The tax optimisation of Subway is an integral part of its notorious prosperity in Europe. By paying less tax, the global giant of sandwich manages to reap considerable profits each year.
In 2013, the Subway restaurants in France contributed more than 26 million euros in royalties (amounts paid by franchisees in Exchange for the use of the brand). Indeed, according to article 6 of the contract written by Subway, 12.5% of the royalties must be paid out of the turnover of the franchises, that is 5-6% of what competing franchises pay. That’s what revealed the investigation by Céline Chassé from Special Investigation, broadcast on Canal + on October 19, 2015.
Of these 26 million, it turns out that the major competitor of McDonald’s has paid only €9500 taxes. The investigation found precisely the« sophisticated » strategy of Subway in order to pay less tax. A system of « opaque » according to Tom Bergin, Reuters journalist who discovered how Subway escapes to the tax authorities in Europe.
The first step is to send the royalties in Holland, parent company of Subway in Europe. Therefore, all European Subway franchisees, led by a national subsidiary, directly pay the amount owed in Holland. The parent then reverse only the expenses necessary to the franchises scattered in Europe. Subway seems to have a low profitability and pay minimum taxes in each country.
In practice in 2013 on the 214 million € of royalties obtained from franchisees, 102 million euros remains in net profit, because indeed, Subway will not pay tax on the remaining amount. That’s what shows the ultimate stage of this well-functioning system.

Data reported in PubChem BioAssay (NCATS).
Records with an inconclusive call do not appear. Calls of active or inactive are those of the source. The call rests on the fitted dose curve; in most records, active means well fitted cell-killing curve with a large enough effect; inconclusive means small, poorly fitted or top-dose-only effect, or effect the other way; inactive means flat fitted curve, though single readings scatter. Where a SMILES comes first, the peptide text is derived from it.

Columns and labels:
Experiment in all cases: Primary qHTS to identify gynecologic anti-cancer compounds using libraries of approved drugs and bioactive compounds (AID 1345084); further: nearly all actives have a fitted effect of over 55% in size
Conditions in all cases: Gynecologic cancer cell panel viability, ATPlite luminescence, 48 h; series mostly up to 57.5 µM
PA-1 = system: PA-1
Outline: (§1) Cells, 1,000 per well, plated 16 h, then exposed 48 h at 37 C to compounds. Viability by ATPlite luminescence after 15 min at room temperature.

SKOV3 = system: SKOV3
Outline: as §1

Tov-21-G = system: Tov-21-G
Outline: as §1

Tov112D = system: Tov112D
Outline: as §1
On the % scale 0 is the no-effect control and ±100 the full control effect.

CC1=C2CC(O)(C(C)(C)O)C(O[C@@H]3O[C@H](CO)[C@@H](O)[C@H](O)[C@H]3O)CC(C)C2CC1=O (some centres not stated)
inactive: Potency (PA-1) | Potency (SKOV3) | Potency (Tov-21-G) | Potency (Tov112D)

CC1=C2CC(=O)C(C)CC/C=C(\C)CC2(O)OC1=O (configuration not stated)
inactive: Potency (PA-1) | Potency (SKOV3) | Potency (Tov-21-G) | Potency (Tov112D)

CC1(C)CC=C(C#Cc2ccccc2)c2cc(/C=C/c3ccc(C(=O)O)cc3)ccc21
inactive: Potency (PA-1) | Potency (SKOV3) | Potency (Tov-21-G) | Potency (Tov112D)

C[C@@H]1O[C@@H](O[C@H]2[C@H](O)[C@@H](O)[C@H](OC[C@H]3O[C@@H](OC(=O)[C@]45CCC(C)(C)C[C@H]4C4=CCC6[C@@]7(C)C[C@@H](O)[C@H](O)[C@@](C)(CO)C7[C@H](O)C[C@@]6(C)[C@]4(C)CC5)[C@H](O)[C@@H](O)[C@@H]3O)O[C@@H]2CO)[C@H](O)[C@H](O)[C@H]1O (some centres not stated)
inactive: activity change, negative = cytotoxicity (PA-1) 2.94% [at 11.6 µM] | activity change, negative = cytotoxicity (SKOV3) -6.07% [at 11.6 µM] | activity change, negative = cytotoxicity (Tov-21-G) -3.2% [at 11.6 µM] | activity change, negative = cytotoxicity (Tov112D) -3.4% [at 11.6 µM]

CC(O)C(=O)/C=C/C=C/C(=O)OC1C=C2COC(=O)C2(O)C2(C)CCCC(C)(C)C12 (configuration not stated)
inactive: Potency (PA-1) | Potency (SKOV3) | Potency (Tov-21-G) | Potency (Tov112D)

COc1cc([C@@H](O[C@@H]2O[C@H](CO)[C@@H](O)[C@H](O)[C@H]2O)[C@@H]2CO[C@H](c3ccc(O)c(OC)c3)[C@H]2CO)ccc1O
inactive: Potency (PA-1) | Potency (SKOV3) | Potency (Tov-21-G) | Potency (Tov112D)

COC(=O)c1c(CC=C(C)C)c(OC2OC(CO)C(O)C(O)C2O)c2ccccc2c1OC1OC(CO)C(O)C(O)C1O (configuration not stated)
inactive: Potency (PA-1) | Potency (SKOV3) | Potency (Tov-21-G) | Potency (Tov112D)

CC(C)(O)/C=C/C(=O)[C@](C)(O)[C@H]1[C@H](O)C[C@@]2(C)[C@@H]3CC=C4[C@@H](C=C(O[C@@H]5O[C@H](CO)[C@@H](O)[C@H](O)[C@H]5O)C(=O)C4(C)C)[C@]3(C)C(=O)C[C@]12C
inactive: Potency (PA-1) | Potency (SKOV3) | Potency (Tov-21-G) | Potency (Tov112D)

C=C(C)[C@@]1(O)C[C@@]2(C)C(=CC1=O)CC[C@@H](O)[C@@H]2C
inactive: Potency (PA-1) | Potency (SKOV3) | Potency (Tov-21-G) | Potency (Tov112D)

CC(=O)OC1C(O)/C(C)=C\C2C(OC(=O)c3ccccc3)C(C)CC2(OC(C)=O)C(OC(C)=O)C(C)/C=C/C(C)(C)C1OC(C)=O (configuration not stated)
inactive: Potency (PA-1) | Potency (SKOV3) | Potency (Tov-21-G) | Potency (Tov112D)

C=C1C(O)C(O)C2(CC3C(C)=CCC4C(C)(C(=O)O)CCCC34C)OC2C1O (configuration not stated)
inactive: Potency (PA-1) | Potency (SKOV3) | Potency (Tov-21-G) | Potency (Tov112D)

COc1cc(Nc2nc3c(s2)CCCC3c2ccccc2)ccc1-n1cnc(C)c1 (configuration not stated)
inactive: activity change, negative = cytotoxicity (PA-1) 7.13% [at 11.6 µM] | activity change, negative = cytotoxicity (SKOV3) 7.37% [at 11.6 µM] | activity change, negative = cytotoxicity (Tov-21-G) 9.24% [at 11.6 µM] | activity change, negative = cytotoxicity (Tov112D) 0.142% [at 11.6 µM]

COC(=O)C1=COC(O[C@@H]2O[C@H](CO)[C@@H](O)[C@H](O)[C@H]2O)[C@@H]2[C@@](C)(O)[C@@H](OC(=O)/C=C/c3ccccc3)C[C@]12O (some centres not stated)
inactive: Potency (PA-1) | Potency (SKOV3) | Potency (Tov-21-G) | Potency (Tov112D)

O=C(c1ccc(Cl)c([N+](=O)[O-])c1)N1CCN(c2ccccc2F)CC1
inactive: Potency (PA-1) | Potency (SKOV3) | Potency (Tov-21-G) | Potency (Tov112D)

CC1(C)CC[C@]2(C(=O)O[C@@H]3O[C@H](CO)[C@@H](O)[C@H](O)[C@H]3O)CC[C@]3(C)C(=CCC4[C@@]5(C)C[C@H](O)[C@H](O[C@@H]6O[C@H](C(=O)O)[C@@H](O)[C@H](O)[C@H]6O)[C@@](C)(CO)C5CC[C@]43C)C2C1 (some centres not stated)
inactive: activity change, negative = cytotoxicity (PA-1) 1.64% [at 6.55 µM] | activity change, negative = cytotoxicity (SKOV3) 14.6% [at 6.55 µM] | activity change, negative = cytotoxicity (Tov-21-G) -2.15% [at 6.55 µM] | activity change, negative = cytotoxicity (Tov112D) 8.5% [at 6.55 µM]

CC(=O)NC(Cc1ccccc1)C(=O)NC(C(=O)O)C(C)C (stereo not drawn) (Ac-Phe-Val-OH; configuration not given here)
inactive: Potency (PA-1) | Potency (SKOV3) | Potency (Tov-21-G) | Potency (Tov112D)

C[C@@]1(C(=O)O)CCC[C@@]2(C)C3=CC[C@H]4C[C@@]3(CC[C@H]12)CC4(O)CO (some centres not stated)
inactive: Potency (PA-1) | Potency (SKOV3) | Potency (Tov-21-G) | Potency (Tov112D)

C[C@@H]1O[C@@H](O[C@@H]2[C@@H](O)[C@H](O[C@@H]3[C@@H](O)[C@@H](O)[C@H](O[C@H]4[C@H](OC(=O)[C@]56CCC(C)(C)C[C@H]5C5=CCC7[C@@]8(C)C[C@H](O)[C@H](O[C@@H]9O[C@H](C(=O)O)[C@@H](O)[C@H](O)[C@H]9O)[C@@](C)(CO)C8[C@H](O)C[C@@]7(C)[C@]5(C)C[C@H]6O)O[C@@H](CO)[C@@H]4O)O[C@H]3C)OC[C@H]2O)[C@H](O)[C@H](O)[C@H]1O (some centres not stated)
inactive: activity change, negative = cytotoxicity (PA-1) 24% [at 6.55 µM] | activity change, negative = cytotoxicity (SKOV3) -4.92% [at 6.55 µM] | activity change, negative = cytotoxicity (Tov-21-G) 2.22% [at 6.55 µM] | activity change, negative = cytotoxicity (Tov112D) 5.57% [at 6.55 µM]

The Dutch IRS does not tax remittances outside the borders. Profits (more than 100 million euros each year) of Subway therefore go in the bank account of the owner of Subway in Europe, in Liechtenstein. It’s in this tax haven, in the village of Triesenberg, specifically, that the money is placed in the warm. However, we know no more about the final destination of these benefits.
« Thanks to the structure of the company, Subway is not obliged to publish financial information, » says Tom Bergin of Reuters. He adds that there is a far « more limited understanding of what is happening inside Subway compared to its rivals McDonald’s and Burger King. »
This family business is therefore not accountable to anyone. Besides, in an e-mail sent to Céline Chassé of Special Investigation, the communications officer says that « Subway is in compliance with all European tax laws since the opening of the 1st point of sale to Portugal in 1992″.
However, even if Subway operates legally to pay less tax by making the most of his business, the European Commission has promised to counter tax optimization of large companies, like the global giant of the sandwich.